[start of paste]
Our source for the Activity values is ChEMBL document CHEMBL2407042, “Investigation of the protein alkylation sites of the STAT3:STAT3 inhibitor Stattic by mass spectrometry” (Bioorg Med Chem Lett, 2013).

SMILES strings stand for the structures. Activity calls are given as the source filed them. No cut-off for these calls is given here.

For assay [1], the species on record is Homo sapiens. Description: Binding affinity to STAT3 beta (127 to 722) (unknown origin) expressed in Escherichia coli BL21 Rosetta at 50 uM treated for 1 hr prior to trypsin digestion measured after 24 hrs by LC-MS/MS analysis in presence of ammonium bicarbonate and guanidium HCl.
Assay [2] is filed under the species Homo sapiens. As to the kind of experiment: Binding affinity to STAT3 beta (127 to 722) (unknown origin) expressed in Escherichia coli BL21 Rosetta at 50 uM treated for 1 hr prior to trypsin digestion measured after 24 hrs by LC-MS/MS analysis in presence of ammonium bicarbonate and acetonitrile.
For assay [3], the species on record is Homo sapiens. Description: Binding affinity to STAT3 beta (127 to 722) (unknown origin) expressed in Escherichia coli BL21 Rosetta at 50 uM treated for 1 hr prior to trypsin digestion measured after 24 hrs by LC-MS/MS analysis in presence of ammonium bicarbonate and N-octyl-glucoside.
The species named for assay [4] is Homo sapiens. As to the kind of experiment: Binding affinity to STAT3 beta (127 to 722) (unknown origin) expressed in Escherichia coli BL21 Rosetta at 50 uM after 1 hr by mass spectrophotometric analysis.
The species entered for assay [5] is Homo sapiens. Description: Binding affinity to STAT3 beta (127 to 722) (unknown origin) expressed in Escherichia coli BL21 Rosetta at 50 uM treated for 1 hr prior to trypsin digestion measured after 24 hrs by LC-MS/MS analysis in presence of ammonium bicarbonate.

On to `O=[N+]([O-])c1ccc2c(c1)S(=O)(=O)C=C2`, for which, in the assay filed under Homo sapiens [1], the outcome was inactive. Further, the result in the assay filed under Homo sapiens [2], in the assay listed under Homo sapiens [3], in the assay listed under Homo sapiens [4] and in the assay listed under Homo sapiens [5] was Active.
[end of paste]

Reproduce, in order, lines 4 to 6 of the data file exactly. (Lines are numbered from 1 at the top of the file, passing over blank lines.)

Assay [2] is filed under the species Homo sapiens. As to the kind of experiment: Binding affinity to STAT3 beta (127 to 722) (unknown origin) expressed in Escherichia coli BL21 Rosetta at 50 uM treated for 1 hr prior to trypsin digestion measured after 24 hrs by LC-MS/MS analysis in presence of ammonium bicarbonate and acetonitrile.
For assay [3], the species on record is Homo sapiens. Description: Binding affinity to STAT3 beta (127 to 722) (unknown origin) expressed in Escherichia coli BL21 Rosetta at 50 uM treated for 1 hr prior to trypsin digestion measured after 24 hrs by LC-MS/MS analysis in presence of ammonium bicarbonate and N-octyl-glucoside.
The species named for assay [4] is Homo sapiens. As to the kind of experiment: Binding affinity to STAT3 beta (127 to 722) (unknown origin) expressed in Escherichia coli BL21 Rosetta at 50 uM after 1 hr by mass spectrophotometric analysis.